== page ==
The ACCC suspects Google and Facebook have collected much more personal information than widely known, asserting accurate revelations could cause mass concern.
The news comes after the Federal Government tasked the ACCC with investigating the digital tech giants – an inquiry Chairman, Rod Sims, reportedly affirms will be the broadest of its nature in the world.
The regulator will determine whether Google or Facebook have abused their market power concerning personal information collection. The tech giant’s impact on the “quality and choice of news” will also be under scrutiny.
“Considering the longer term impacts of digital platforms and the ability of traditional media to remain financially viable will also be key to understanding the media and advertising markets,” Mr Sims adds.
“Our aim is also to understand better the digital platforms’ business models and how they operate behind the scenes, and the evolving nature of the way consumers search for and receive news in Australia. We are particularly interested in the extent to which digital platforms curate news and journalistic content”.
The ACCC’s inquiry will query Australian consumers about what information they believe Facebook and Google have collected about them, compared to actual facts.
Mr Sims informed news.com.au that many people believe the average consumer is aware of information collected, but “doesn’t care”. Irrespective of assumptions, Sims states it’s a matter that needs to be tested.
“Some people have asserted that consumers know what’s going on and don’t care”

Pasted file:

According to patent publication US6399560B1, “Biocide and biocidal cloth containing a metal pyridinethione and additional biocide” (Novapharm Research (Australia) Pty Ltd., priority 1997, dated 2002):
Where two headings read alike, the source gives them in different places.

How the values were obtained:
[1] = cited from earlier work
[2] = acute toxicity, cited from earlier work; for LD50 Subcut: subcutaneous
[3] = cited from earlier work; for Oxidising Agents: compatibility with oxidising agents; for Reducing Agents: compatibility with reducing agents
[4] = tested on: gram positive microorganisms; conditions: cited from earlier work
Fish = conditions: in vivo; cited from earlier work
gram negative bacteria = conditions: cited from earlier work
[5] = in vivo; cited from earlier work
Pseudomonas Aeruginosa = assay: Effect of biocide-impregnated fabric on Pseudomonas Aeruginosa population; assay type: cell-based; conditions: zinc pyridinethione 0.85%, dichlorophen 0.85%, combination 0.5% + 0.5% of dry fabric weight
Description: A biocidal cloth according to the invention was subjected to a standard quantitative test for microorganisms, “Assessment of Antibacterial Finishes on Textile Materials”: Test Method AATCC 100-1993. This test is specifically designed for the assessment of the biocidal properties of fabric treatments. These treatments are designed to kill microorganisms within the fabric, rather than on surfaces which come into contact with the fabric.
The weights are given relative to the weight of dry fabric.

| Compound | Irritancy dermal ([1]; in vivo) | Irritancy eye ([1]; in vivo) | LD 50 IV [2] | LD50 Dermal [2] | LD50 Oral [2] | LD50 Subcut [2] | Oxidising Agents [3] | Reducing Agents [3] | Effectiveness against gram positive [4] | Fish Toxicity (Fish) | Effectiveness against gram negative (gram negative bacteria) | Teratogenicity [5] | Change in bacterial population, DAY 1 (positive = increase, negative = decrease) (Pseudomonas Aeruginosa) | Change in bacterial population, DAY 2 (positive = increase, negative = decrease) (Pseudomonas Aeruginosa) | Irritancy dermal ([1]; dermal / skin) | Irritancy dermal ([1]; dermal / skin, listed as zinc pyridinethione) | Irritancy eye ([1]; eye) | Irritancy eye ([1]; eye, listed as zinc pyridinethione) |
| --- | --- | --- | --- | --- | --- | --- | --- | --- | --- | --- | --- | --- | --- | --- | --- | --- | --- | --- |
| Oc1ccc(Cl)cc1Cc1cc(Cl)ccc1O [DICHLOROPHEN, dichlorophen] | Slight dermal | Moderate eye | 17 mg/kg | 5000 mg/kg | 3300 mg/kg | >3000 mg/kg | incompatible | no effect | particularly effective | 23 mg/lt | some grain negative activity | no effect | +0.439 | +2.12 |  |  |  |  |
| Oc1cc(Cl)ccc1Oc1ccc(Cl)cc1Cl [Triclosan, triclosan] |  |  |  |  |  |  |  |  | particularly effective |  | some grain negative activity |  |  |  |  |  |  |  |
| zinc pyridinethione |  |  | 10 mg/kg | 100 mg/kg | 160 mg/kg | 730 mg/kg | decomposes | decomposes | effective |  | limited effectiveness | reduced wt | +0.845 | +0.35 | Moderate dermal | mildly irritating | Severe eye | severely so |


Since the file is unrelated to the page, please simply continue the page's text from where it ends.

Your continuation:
“I think it’s absolutely crucial we find out what consumers do know and then let’s see whether they care”
“My suspicion is Facebook and Google have much more personal information about people than people realise”
“Whether that is right, we’ll need to test. Whether people are concerned about that, we’ll need to test”.
As part of its public inquiry, the ACCC has invited “consumers, media organisations, digital platforms, advertising agencies and advertisers” to provide feedback on the following areas:
- Whether digital platforms have bargaining power in their dealings with media content creators, advertisers or consumers and the implications of that bargaining power.
- Whether digital platforms have impacted media organisations’ ability to fund and produce quality news and journalistic content for Australians
- How technological change and digital platforms have changed the media and advertising services markets, and the way consumers access news
- The extent to which consumers understand what data is being collected about them by digital platforms, and how this information is used
- How the use of algorithms affects the presentation of news for digital platform users.
Individuals can read the ACCC’s issues paper here. The watchdog is seeking responses to its issues paper by April 3rd, with a preliminary report on its findings to be released in December 2018.
Consumers can provide their feedback to the inquiry more informally through the ACCC’s consultation hub here.